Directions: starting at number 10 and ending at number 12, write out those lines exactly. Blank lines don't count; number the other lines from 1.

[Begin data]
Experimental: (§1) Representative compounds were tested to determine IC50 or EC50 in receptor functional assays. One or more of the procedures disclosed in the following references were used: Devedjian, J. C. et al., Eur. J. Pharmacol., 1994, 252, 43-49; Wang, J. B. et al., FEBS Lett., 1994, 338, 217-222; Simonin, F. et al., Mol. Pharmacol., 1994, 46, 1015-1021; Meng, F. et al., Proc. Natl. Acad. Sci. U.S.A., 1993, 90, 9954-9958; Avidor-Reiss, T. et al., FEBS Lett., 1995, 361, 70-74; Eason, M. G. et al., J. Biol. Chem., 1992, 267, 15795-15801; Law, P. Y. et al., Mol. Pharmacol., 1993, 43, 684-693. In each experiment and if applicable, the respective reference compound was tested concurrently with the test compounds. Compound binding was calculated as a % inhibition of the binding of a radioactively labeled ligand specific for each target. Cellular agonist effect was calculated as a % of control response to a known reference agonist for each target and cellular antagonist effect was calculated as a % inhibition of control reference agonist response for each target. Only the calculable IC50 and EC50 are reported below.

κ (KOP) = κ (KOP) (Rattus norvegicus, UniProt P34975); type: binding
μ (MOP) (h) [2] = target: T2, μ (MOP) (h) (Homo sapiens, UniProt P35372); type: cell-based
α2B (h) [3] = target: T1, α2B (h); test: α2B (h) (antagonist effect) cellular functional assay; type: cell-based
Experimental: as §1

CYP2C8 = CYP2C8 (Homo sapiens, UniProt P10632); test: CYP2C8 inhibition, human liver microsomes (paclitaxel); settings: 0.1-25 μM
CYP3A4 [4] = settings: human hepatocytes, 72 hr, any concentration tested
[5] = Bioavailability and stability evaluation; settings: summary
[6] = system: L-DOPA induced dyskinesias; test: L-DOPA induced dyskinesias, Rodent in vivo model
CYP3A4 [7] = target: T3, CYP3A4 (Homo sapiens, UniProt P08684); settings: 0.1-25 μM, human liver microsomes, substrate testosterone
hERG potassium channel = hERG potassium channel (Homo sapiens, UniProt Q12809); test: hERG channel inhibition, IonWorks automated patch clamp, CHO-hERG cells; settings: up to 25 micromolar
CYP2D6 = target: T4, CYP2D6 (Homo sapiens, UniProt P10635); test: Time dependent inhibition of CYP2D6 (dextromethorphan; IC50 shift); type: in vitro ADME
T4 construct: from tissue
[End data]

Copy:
CYP3A4 [7] = target: T3, CYP3A4 (Homo sapiens, UniProt P08684); settings: 0.1-25 μM, human liver microsomes, substrate testosterone
hERG potassium channel = hERG potassium channel (Homo sapiens, UniProt Q12809); test: hERG channel inhibition, IonWorks automated patch clamp, CHO-hERG cells; settings: up to 25 micromolar
CYP2D6 = target: T4, CYP2D6 (Homo sapiens, UniProt P10635); test: Time dependent inhibition of CYP2D6 (dextromethorphan; IC50 shift); type: in vitro ADME